South Australia has become the last Australian state to decriminalise abortion. Though legal hurdles and inconsistencies in rules and regulations between the states persist, the recent passage of The Termination of Pregnancy Bill in SA signifies an important step in women’s sexual and reproductive healthcare.
Despite this step forward, women still face considerable hurdles. Uneven access to sexual health and reproductive services most often harms poorer, rural women living in underserviced areas.
The Termination of Pregnancy Bill removes abortion from the criminal law and places it within healthcare legislation. The law allows for abortions ‘on request’ up to 22 weeks and 6 days of gestation in South Australia (other states range from 16-24 weeks). After this point, it is permitted only if there is a serious mental health or life-threatening risk to the pregnant woman, or serious foetal anomalies.
The decriminalisation of abortion means that women throughout Australia can now openly discuss their options for unplanned and unwanted pregnancies, without the fear of legal consequences. Western Australia is now the only state that still places abortion under the criminal law code.
“This legislation makes explicit the higher standard of medical care and decision making that already exists in South Australia,” said Vickie Chapman, SA Attorney General.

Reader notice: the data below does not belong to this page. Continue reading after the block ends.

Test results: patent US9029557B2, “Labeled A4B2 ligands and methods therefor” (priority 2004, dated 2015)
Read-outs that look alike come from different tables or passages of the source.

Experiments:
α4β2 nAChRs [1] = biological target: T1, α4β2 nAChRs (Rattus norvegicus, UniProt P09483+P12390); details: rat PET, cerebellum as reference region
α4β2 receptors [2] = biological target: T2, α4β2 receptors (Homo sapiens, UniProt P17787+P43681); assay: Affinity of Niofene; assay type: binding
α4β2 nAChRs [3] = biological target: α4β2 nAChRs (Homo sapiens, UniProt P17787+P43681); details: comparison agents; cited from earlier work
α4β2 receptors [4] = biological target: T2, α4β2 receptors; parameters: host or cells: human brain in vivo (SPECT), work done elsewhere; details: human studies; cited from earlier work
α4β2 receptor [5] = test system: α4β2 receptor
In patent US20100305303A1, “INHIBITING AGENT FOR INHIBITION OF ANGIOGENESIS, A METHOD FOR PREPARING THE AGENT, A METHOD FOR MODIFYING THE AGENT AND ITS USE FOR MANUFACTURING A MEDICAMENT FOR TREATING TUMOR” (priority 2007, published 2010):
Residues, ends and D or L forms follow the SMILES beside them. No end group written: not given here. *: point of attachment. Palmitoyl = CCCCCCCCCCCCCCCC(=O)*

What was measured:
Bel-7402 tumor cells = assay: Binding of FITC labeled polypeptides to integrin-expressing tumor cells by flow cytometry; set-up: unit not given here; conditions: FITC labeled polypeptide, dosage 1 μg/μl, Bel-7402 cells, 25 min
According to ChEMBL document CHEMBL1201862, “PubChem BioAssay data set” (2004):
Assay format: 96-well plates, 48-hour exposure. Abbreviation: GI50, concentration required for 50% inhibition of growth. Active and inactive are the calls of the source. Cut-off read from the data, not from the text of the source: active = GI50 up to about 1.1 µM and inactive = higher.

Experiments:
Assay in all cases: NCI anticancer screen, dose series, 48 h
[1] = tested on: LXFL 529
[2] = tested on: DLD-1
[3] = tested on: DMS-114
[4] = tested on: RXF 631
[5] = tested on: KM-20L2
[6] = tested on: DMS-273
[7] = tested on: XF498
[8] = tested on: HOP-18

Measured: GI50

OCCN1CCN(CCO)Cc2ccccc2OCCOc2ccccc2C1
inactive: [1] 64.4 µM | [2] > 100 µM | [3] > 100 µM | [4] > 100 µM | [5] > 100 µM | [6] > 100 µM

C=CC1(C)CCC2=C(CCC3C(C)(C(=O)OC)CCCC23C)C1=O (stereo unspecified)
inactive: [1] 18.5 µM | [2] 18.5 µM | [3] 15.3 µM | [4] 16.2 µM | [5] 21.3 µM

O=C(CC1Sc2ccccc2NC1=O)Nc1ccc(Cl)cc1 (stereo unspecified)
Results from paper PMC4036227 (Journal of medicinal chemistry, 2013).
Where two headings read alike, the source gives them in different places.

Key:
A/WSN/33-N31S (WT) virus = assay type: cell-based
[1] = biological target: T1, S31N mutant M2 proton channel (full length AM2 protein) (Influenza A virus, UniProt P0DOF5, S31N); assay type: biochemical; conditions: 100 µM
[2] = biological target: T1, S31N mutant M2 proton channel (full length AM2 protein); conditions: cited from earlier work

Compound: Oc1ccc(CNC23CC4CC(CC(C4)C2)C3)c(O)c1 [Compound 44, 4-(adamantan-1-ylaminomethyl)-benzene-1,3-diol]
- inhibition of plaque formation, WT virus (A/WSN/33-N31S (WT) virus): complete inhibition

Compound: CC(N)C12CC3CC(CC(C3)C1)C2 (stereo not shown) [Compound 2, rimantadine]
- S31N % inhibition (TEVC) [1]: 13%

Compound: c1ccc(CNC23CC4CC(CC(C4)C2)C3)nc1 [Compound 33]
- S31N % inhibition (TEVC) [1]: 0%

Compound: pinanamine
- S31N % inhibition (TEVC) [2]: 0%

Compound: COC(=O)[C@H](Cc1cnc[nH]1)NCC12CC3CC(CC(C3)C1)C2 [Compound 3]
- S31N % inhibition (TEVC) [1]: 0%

This recent step signifies progress for women in Australia. However, often those living in rural, underserved communities, those on low income, and those of minority groups, have difficulties in accessing sexual and reproductive healthcare. It is important that the new law is evenly and fairly implemented, allowing all women to access the services they need.
For more information on the new bill and legislative reform, visit Government of South Australia, SA Health. The government paper lays out the new reforms and current practices, answers commonly asked questions, and discusses topics such as how the new legislation will protect women suffering from domestic violence and reproductive coercion.
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 RACGP.ORG: Abortion has now been decriminalised nationwide-what next?
 SAHEALTH.SA.GOV.AU: Abortion legislation reform
 THECONVERSATION.COM: Abortion is no longer a crime in Australia. But legal hurdles to access remain
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